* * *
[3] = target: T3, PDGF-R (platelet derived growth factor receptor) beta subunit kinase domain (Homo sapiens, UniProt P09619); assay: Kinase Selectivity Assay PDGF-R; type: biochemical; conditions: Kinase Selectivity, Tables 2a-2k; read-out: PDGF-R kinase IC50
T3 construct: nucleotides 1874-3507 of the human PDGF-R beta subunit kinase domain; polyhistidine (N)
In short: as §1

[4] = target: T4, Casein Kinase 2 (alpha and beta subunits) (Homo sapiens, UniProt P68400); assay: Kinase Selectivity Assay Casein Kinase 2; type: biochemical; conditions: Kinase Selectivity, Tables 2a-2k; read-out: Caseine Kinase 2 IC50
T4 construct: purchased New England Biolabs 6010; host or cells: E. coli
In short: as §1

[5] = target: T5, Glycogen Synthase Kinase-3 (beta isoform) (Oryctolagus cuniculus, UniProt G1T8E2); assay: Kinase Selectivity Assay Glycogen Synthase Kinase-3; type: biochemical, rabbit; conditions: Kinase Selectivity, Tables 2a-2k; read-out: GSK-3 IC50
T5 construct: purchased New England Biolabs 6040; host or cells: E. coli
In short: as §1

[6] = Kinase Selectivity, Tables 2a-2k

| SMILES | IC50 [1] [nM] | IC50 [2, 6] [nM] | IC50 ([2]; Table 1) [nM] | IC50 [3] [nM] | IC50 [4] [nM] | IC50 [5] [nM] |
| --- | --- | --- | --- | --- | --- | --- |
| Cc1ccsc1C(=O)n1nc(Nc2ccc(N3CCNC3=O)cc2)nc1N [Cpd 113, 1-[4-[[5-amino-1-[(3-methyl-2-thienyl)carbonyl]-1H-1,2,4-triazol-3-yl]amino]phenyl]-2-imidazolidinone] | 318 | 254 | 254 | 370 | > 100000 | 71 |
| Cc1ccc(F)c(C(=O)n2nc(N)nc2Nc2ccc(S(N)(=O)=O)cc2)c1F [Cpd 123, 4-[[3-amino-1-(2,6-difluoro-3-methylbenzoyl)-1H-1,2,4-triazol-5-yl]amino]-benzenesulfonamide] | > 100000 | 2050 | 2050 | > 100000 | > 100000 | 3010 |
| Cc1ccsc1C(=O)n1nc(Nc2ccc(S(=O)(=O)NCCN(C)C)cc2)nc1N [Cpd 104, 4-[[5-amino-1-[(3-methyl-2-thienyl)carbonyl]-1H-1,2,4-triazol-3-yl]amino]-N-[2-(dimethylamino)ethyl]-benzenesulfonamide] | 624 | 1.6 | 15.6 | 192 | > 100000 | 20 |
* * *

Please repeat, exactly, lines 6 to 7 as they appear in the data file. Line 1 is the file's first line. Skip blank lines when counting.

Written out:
In short: as §1

[5] = target: T5, Glycogen Synthase Kinase-3 (beta isoform) (Oryctolagus cuniculus, UniProt G1T8E2); assay: Kinase Selectivity Assay Glycogen Synthase Kinase-3; type: biochemical, rabbit; conditions: Kinase Selectivity, Tables 2a-2k; read-out: GSK-3 IC50